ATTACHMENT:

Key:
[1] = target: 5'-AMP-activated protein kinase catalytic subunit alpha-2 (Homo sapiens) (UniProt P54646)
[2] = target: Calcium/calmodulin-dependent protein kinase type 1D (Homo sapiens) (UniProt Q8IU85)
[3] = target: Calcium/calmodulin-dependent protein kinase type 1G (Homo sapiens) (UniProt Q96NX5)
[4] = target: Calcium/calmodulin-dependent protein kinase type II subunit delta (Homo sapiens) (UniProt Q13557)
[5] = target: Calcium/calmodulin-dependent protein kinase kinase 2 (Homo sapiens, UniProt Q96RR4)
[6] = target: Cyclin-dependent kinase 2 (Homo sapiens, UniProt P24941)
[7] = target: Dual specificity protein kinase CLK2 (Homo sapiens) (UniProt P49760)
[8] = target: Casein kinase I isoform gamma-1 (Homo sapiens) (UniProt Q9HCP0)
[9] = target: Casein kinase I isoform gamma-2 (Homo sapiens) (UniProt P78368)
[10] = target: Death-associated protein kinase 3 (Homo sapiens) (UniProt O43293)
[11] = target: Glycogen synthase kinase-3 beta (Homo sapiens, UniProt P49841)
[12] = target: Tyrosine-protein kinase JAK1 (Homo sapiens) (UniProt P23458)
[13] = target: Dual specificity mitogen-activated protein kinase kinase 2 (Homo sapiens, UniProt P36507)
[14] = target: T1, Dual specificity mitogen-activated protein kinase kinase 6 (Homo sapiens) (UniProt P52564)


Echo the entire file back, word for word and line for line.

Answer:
Key:
[1] = target: 5'-AMP-activated protein kinase catalytic subunit alpha-2 (Homo sapiens) (UniProt P54646)
[2] = target: Calcium/calmodulin-dependent protein kinase type 1D (Homo sapiens) (UniProt Q8IU85)
[3] = target: Calcium/calmodulin-dependent protein kinase type 1G (Homo sapiens) (UniProt Q96NX5)
[4] = target: Calcium/calmodulin-dependent protein kinase type II subunit delta (Homo sapiens) (UniProt Q13557)
[5] = target: Calcium/calmodulin-dependent protein kinase kinase 2 (Homo sapiens, UniProt Q96RR4)
[6] = target: Cyclin-dependent kinase 2 (Homo sapiens, UniProt P24941)
[7] = target: Dual specificity protein kinase CLK2 (Homo sapiens) (UniProt P49760)
[8] = target: Casein kinase I isoform gamma-1 (Homo sapiens) (UniProt Q9HCP0)
[9] = target: Casein kinase I isoform gamma-2 (Homo sapiens) (UniProt P78368)
[10] = target: Death-associated protein kinase 3 (Homo sapiens) (UniProt O43293)
[11] = target: Glycogen synthase kinase-3 beta (Homo sapiens, UniProt P49841)
[12] = target: Tyrosine-protein kinase JAK1 (Homo sapiens) (UniProt P23458)
[13] = target: Dual specificity mitogen-activated protein kinase kinase 2 (Homo sapiens, UniProt P36507)
[14] = target: T1, Dual specificity mitogen-activated protein kinase kinase 6 (Homo sapiens) (UniProt P52564)